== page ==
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Commentary: Conservatives rebel against their own asylum policy

Commentary: Conservatives rebel against their own asylum policy

Drawing: Rohr Hagen/VG

The right wing of the British Conservative Party has lost the battle over asylum policy, but it may win the war.

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A victory which in this case would mean that the Conservatives would once again have to change their leader.

On Wednesday evening, Prime Minister Rishi Sunak won approval from the House of Commons for a controversial plan to send illegal immigrants to Rwanda.

Boris Johnson originally launched the plan in the spring of 2022, as an expression of Brexit's mantra of taking back control of Britain's borders and immigration.

The aim was to stifle migration across the English Channel. In 2021, 29,000 migrants arrived in the UK by sea. The following year, the number reached 45,755, according to Immigration authorities in the United Kingdom.

Similar to a 2012 Australian law that made it possible to limit the flow of migrants from neighboring Asian countries, Bogo wanted to deport illegal asylum seekers to Africa.

The experience was that migrants who risked ending up in a detention camp in a completely different country did not take the opportunity to go to Australia.

An agreement was concluded with Rwanda, and the British paid NOK 3.2 billion to the East African country.

Yes No, Prime Minister: Boris Johnson says no to the asylum proposal he voted for.  Rishi Sunak says yes to the asylum proposal he voted against.

But Johnson's government has not investigated the legal basis for unilaterally ignoring international law. Details were never BoJo's thing.

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Thus several courts blocked the proposal before the British Supreme Court unanimously ruled that it was illegal. Because asylum seekers sent to Rwanda were at risk of being sent to countries where they risked being mistreated or killed.

The plane that was supposed to transport the first batch of a total of 1,000 migrants to Rwanda in the early summer of 2022 never took off. It is still uncertain whether it will take off or not.

In the Senate, which must approve the new laws, there are great doubts.

The asylum fad came on top of a number of other Boris scandals, which, in short, led to the Conservative Party in June 2022 raising a motion of no confidence in his Prime Minister.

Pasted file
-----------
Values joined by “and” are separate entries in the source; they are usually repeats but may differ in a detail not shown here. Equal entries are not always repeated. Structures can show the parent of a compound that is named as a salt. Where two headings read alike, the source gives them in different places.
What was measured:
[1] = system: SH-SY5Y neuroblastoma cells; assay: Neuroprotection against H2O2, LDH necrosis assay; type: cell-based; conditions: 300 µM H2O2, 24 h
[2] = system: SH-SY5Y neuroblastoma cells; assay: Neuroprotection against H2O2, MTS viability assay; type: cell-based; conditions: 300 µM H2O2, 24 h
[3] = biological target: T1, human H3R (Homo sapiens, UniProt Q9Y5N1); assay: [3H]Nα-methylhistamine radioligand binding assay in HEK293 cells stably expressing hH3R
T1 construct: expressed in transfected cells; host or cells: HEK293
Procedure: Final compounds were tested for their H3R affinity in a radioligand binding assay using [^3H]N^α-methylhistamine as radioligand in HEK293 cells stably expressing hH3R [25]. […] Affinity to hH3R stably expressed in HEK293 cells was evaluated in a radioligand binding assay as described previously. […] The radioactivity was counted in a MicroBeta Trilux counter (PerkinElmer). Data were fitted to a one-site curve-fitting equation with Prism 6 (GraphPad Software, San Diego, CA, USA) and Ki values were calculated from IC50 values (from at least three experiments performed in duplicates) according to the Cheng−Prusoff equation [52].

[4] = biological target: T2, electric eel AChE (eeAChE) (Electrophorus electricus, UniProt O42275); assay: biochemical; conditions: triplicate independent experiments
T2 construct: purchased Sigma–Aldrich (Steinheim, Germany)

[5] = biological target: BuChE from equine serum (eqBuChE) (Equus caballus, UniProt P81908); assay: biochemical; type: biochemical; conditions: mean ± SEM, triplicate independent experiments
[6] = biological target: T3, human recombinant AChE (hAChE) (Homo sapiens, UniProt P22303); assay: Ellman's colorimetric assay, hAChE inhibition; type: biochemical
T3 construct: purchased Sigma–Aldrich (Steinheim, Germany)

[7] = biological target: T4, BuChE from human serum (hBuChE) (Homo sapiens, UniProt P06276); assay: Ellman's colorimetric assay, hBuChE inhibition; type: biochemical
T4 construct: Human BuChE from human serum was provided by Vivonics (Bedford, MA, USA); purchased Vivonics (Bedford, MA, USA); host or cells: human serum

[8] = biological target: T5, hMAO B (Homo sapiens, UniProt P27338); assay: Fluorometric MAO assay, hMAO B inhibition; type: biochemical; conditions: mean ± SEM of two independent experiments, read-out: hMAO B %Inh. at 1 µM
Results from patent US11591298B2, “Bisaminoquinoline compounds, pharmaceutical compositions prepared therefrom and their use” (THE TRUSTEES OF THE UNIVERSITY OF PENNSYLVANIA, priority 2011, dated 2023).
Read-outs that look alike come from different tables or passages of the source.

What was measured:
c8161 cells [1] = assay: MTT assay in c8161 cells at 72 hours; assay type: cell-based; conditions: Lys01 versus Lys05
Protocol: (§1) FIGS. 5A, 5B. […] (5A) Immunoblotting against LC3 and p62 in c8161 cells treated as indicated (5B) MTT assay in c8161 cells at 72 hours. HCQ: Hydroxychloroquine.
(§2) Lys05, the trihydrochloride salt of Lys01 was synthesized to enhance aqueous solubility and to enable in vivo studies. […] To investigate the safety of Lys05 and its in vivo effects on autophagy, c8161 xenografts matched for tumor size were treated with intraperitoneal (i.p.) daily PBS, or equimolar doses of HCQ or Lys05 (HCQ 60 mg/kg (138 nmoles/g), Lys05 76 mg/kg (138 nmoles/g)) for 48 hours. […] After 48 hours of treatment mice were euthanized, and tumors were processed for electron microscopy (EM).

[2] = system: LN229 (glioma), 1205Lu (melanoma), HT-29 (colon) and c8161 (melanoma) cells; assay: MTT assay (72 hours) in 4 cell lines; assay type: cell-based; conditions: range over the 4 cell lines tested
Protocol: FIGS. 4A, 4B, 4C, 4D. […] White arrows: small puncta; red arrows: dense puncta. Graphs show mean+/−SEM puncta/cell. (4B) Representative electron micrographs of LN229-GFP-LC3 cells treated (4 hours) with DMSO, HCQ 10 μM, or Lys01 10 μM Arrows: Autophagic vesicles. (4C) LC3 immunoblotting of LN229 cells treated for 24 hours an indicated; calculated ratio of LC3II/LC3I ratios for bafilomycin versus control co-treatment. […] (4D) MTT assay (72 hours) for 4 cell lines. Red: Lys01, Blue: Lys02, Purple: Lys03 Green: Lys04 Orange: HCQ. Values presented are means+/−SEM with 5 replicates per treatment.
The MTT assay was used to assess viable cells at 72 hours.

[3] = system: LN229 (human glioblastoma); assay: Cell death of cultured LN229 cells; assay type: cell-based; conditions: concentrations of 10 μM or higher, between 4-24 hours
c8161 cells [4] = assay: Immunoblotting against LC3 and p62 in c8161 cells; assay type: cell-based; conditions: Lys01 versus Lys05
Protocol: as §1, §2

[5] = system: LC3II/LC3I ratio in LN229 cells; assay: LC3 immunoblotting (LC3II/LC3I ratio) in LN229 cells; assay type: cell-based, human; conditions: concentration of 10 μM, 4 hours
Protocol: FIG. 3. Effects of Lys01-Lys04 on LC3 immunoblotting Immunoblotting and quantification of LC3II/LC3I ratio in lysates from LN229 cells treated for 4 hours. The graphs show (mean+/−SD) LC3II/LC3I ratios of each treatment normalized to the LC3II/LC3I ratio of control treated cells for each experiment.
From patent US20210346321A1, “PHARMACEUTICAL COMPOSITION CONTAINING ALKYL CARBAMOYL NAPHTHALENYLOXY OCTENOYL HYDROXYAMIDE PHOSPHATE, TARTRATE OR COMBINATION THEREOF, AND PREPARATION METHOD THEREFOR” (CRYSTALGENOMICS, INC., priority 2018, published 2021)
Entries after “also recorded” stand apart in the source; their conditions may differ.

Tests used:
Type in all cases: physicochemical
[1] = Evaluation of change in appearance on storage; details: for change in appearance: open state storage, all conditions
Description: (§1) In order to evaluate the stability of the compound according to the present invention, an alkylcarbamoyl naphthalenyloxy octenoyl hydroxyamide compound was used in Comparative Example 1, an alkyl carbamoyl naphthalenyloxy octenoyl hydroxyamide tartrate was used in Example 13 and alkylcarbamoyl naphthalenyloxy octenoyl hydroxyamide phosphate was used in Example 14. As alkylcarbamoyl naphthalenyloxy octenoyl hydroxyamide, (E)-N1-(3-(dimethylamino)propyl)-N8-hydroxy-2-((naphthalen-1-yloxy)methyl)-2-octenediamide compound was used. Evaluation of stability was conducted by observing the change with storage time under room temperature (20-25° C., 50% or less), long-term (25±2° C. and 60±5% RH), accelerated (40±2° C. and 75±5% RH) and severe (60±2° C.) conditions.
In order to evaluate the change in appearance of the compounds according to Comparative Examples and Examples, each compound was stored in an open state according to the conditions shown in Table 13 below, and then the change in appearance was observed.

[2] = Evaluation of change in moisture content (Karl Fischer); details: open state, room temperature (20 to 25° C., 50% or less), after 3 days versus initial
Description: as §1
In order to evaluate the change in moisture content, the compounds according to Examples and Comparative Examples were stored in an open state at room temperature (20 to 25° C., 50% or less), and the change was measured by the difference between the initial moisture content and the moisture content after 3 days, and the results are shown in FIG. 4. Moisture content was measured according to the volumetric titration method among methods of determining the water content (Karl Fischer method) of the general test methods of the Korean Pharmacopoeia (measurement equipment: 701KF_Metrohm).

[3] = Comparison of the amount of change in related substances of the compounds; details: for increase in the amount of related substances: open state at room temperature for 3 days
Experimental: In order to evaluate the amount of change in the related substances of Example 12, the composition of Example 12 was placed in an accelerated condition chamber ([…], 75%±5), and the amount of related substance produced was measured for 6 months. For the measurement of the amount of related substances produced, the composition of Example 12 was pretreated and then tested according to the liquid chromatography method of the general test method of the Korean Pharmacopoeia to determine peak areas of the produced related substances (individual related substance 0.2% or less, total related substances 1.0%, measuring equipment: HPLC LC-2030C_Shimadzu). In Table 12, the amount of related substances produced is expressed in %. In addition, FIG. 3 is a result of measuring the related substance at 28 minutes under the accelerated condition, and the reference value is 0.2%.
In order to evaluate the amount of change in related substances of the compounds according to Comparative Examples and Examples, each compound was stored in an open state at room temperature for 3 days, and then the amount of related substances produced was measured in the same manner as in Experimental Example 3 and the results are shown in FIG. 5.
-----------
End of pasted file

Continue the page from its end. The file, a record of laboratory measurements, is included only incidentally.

When several ministers later resigned in protest against Pujo's party, the existing Conservative government disintegrated.

Since Rishi Sunak became Prime Minister in October 2022, he has prepared the legal basis for a tight bill on asylum exports to Rwanda. It is a proposal that could obtain a majority in both houses of Parliament, and at least survive investigations in international courts as well as the European Commission for Human Rights.

WATERPROOF: Rishi Sunak has won approval for a controversial plan to stop boats carrying migrants across the English Channel.  Migrants should be intimidated with threats of deportation to Africa.

So do you think the Conservatives were very happy with a pragmatic Prime Minister able to entrench party policy in the National Assembly and lead one of their most important issues into new law?

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on the contrary.

And speaking of enough to deeply divide the Conservative Party, this is where Sunak has received the most opposition.

When the bill was approved in the House of Commons on Wednesday evening, on its third attempt, it managed to quell an internal Conservative rebellion involving 60 representatives from the party's hard-right factions the day before.

In the penultimate round, they rejected Sunak's proposal. Officially because it didn't go far enough. Unofficially because they wanted to send him a signal that he was at their mercy.

RED CANVAS: Rishi Sunak's former home secretary, Suella Braverman, has voted against Prime Minister Rishi Sunak's proposal to send illegal asylum seekers to Rwanda.  A plan she participated in and designed herself.

On Wednesday, “only” 11 Conservative MPs voted against the resolution. But one of them was the original godmother of the Rwanda plan, former Interior Minister Suella Braverman.

In addition, the victory cost him Immigration Secretary Robert Jenrick. He believed the same opinion as the Tory rebels, and resigned.

Two others who followed Jenrick were the party's two senior deputy leaders, Lee Anderson and Brendan Clarke-Smith. At the instigation of Boris Johnson, who did not fail to recall that Rishi Sunak said no to the Rwanda plan when he presented it himself.

How BoJo is now saying no to the plan he originally voted for.

Ostensibly, it is about immigration. But at home there is a battle for the soul of the Conservative Party.

Whether the Conservatives should form a so-called “One Nation Conservative Party” – a broad and moderate popular party. Or whether the party should sharpen its dark blue rhetoric in order to attract a more extreme right wing.

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Because it's an election year, we should know.

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